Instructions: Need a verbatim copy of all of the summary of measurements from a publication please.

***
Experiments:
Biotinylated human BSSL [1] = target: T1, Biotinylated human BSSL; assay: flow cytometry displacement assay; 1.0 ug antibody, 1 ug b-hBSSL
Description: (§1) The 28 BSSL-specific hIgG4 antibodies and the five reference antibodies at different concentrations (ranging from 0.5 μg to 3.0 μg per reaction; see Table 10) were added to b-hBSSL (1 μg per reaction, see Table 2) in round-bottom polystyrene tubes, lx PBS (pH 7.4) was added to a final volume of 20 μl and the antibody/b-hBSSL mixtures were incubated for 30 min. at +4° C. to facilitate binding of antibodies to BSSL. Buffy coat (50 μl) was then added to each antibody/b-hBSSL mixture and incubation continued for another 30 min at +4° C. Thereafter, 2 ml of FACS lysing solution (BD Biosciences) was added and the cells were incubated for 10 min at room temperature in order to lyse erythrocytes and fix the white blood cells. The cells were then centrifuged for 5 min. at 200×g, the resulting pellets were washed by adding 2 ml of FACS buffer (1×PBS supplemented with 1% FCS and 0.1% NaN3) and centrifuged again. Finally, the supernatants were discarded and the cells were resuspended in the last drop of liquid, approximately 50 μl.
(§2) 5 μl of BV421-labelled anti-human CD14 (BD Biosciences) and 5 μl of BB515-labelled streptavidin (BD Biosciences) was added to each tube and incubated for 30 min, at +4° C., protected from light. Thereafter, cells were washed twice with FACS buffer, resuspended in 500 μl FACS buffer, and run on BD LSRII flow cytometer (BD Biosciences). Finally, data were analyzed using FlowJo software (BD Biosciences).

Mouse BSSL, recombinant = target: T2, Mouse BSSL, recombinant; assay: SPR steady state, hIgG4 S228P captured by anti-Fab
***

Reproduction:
Experiments:
Biotinylated human BSSL [1] = target: T1, Biotinylated human BSSL; assay: flow cytometry displacement assay; 1.0 ug antibody, 1 ug b-hBSSL
Description: (§1) The 28 BSSL-specific hIgG4 antibodies and the five reference antibodies at different concentrations (ranging from 0.5 μg to 3.0 μg per reaction; see Table 10) were added to b-hBSSL (1 μg per reaction, see Table 2) in round-bottom polystyrene tubes, lx PBS (pH 7.4) was added to a final volume of 20 μl and the antibody/b-hBSSL mixtures were incubated for 30 min. at +4° C. to facilitate binding of antibodies to BSSL. Buffy coat (50 μl) was then added to each antibody/b-hBSSL mixture and incubation continued for another 30 min at +4° C. Thereafter, 2 ml of FACS lysing solution (BD Biosciences) was added and the cells were incubated for 10 min at room temperature in order to lyse erythrocytes and fix the white blood cells. The cells were then centrifuged for 5 min. at 200×g, the resulting pellets were washed by adding 2 ml of FACS buffer (1×PBS supplemented with 1% FCS and 0.1% NaN3) and centrifuged again. Finally, the supernatants were discarded and the cells were resuspended in the last drop of liquid, approximately 50 μl.
(§2) 5 μl of BV421-labelled anti-human CD14 (BD Biosciences) and 5 μl of BB515-labelled streptavidin (BD Biosciences) was added to each tube and incubated for 30 min, at +4° C., protected from light. Thereafter, cells were washed twice with FACS buffer, resuspended in 500 μl FACS buffer, and run on BD LSRII flow cytometer (BD Biosciences). Finally, data were analyzed using FlowJo software (BD Biosciences).

Mouse BSSL, recombinant = target: T2, Mouse BSSL, recombinant; assay: SPR steady state, hIgG4 S228P captured by anti-Fab